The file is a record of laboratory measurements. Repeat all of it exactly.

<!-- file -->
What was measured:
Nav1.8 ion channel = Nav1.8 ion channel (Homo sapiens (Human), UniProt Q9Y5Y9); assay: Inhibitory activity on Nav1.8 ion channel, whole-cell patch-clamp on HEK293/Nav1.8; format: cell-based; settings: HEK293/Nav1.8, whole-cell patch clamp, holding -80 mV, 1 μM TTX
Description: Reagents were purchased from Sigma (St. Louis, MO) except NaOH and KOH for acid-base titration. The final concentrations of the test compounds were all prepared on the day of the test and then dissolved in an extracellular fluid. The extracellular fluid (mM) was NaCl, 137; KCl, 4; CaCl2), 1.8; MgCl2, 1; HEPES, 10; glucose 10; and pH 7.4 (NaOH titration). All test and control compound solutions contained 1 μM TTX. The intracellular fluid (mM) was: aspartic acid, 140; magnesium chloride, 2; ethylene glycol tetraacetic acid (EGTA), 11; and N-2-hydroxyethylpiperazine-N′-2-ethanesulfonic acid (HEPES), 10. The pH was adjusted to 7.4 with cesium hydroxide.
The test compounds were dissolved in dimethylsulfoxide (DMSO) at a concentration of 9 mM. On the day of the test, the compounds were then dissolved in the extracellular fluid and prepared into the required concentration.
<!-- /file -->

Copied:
What was measured:
Nav1.8 ion channel = Nav1.8 ion channel (Homo sapiens (Human), UniProt Q9Y5Y9); assay: Inhibitory activity on Nav1.8 ion channel, whole-cell patch-clamp on HEK293/Nav1.8; format: cell-based; settings: HEK293/Nav1.8, whole-cell patch clamp, holding -80 mV, 1 μM TTX
Description: Reagents were purchased from Sigma (St. Louis, MO) except NaOH and KOH for acid-base titration. The final concentrations of the test compounds were all prepared on the day of the test and then dissolved in an extracellular fluid. The extracellular fluid (mM) was NaCl, 137; KCl, 4; CaCl2), 1.8; MgCl2, 1; HEPES, 10; glucose 10; and pH 7.4 (NaOH titration). All test and control compound solutions contained 1 μM TTX. The intracellular fluid (mM) was: aspartic acid, 140; magnesium chloride, 2; ethylene glycol tetraacetic acid (EGTA), 11; and N-2-hydroxyethylpiperazine-N′-2-ethanesulfonic acid (HEPES), 10. The pH was adjusted to 7.4 with cesium hydroxide.
The test compounds were dissolved in dimethylsulfoxide (DMSO) at a concentration of 9 mM. On the day of the test, the compounds were then dissolved in the extracellular fluid and prepared into the required concentration.